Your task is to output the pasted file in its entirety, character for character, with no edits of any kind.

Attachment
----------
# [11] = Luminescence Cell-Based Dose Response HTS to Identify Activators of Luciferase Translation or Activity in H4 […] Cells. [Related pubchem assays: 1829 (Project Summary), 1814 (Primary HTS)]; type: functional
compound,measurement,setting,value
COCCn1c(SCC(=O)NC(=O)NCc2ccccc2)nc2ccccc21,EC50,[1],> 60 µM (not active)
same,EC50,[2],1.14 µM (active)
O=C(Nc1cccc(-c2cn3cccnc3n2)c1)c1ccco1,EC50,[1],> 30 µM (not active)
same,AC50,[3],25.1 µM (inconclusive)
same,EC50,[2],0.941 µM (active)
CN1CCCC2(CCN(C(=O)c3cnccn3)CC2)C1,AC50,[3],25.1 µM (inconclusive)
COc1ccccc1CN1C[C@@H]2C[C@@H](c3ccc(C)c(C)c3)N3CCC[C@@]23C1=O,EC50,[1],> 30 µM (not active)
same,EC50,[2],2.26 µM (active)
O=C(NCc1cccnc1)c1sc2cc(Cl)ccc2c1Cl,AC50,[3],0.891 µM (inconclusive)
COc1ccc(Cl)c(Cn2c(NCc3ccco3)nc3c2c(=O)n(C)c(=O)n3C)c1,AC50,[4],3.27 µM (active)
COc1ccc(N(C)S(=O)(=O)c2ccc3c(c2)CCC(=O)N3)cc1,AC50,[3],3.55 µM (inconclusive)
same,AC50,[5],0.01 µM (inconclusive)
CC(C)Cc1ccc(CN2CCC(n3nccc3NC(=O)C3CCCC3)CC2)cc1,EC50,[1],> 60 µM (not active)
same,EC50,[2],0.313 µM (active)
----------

# [11] = Luminescence Cell-Based Dose Response HTS to Identify Activators of Luciferase Translation or Activity in H4 […] Cells. [Related pubchem assays: 1829 (Project Summary), 1814 (Primary HTS)]; type: functional
compound,measurement,setting,value
COCCn1c(SCC(=O)NC(=O)NCc2ccccc2)nc2ccccc21,EC50,[1],> 60 µM (not active)
same,EC50,[2],1.14 µM (active)
O=C(Nc1cccc(-c2cn3cccnc3n2)c1)c1ccco1,EC50,[1],> 30 µM (not active)
same,AC50,[3],25.1 µM (inconclusive)
same,EC50,[2],0.941 µM (active)
CN1CCCC2(CCN(C(=O)c3cnccn3)CC2)C1,AC50,[3],25.1 µM (inconclusive)
COc1ccccc1CN1C[C@@H]2C[C@@H](c3ccc(C)c(C)c3)N3CCC[C@@]23C1=O,EC50,[1],> 30 µM (not active)
same,EC50,[2],2.26 µM (active)
O=C(NCc1cccnc1)c1sc2cc(Cl)ccc2c1Cl,AC50,[3],0.891 µM (inconclusive)
COc1ccc(Cl)c(Cn2c(NCc3ccco3)nc3c2c(=O)n(C)c(=O)n3C)c1,AC50,[4],3.27 µM (active)
COc1ccc(N(C)S(=O)(=O)c2ccc3c(c2)CCC(=O)N3)cc1,AC50,[3],3.55 µM (inconclusive)
same,AC50,[5],0.01 µM (inconclusive)
CC(C)Cc1ccc(CN2CCC(n3nccc3NC(=O)C3CCCC3)CC2)cc1,EC50,[1],> 60 µM (not active)
same,EC50,[2],0.313 µM (active)